The actions of recalled SVG Deputy Consul General in New York, Edson Augustus have not tainted the name of St. Vincent and the Grenadines, Prime Minister Ralph Gonsalves says.
“How in heavens’ name the functioning of a deputy consul general outside of the scope of his employment amount to a tainting of St. Vincent and the Grenadines or the government?” he told a press conference on Tuesday while responding to a question from a journalist.
Augustus, a former pastor, was recalled and fired last month after admitting that he took money from persons in New York and offered to help them source U.S. Permanent Residents Card, commonly called “Green Cards”, the government has said.
“You feel tainted? If you feel tainted, you are tainted in your mind without any relevant relation to the facts,” Gonsalves further said in response to the journalist’s question.
He said that one would “notice” that Augustus was recalled less than 24 hours after the government received confirmation that he acted outside the scope of his employment.
“You’ve ever seen such swiftness of action? What you would have been concerned about is if there was a string of words condoning what had happened.”
The journalist had noted that Gonsalves had opted to send Grenville Williams, director of the Financial Intelligence Unit, to deliver on his behalf a speech at an international conference addressing moves towards a corruption-free Caribbean.
Gonsalves said he was unable to attend because he has a lot work in respect of the supplementary estimates to be presented in Parliament on April 2.
The journalist asked Gonsalves’ reaction to persons tainting the SVG government as corrupt in light of the Augustus saga.
Gonsalves said their might be an official in a ministry who from time to time would be brought to court for fraud or theft, some of whom are convicted.
He further said that at times, there is an “infraction”, but the Director of Public Prosecution does not prosecute and the accused are disciplined internally.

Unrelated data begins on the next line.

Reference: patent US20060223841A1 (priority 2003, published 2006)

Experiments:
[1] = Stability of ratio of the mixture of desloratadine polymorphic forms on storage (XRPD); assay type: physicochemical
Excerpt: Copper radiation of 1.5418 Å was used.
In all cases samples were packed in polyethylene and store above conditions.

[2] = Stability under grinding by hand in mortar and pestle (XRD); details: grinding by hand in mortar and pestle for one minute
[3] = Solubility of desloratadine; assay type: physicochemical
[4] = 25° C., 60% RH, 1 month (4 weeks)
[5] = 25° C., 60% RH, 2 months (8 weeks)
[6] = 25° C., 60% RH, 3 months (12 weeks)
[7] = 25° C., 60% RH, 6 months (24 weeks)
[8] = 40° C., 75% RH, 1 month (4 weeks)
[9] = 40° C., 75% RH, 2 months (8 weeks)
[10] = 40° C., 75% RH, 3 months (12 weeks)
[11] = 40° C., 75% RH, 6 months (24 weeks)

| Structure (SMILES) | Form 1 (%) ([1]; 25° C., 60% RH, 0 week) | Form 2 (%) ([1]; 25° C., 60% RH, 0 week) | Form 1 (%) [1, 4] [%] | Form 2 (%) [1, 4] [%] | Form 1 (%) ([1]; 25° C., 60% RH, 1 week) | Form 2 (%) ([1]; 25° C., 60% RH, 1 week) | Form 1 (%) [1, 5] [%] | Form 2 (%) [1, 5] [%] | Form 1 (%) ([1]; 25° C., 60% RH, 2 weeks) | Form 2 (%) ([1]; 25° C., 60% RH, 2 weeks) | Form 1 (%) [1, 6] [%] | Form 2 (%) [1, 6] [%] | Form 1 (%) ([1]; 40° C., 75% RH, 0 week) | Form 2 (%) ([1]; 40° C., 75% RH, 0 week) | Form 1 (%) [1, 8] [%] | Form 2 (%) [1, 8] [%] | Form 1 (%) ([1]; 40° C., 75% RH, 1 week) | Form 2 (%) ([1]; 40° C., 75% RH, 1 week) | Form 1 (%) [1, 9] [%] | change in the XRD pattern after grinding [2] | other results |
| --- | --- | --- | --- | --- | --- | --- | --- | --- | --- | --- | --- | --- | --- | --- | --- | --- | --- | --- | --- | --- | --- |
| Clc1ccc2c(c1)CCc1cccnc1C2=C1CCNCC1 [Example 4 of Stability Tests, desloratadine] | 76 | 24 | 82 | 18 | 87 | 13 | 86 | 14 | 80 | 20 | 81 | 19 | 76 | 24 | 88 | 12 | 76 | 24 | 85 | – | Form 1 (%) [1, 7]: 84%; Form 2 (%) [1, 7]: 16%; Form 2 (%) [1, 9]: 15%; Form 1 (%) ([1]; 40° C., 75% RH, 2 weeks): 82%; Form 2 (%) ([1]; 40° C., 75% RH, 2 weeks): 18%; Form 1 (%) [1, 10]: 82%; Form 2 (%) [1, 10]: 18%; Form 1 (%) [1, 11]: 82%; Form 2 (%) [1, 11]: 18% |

“What you must be concerned about is what are the disciplinary processes which exist and persons who do anything involving dishonesty with state property or is, quote-unquote, corrupt in anyway, that there is a process that brings such persons to justice.”
He noted that SVG ranks 33 among the 177 countries on Transparency International’s 2013 perception of corruption index.
On the index, countries closer to zero are perceived as less corrupt.
Gonsalves noted that Jamaica and Trinidad and Tobago rank in the 80s, and Guyana is even lower down.
“It doesn’t mean that you don’t have better to do. But when they tell you that St. Vincent and the Grenadines is among the most corrupt countries in the world, well look at this perception of corruption index.”
He further said that apart from the provisions in the law that deal with corruption, there are proceed of crime and money laundering laws for “politically exposed persons”.
Gonsalves described as a “gap in the legislative regime“ the absence of declaration of assets of politicians and high office holders.
“But I am satisfied that if you have a sound system of a legal framework and its implementation, outside of the declaration, that you handle corruption effectively,” he said, adding that Jamaica and Trinidad and Tobago, which have such legislation, ranked in the 80s on the index.
“… and they have a sophisticated system of an integrity commission,” Gonsalves further said.
“But the point is this: if your principal institutions are not working properly — the judicial system, the legal framework dealing with money laundering and proceeds of crime, your investigative agencies, like and FIU, the office of the DPP, the office of the director of audit — …, you can have as many targeted interventions as you want, you are not going to have the matter of official corruption being dealt with properly, and, of course, you must have a culture, a participatory and supportive culture to fight corruption, which exist in this country,” Gonsalves said.
He noted that he and Prime Minister of Bahamas, Perry Christie were invited to address the conference.
“I am sorry that I couldn’t have gone, but I wrote a paper and after the paper is delivered, I will circulate it to the press so you would see what I wrote,” Gonsalves said.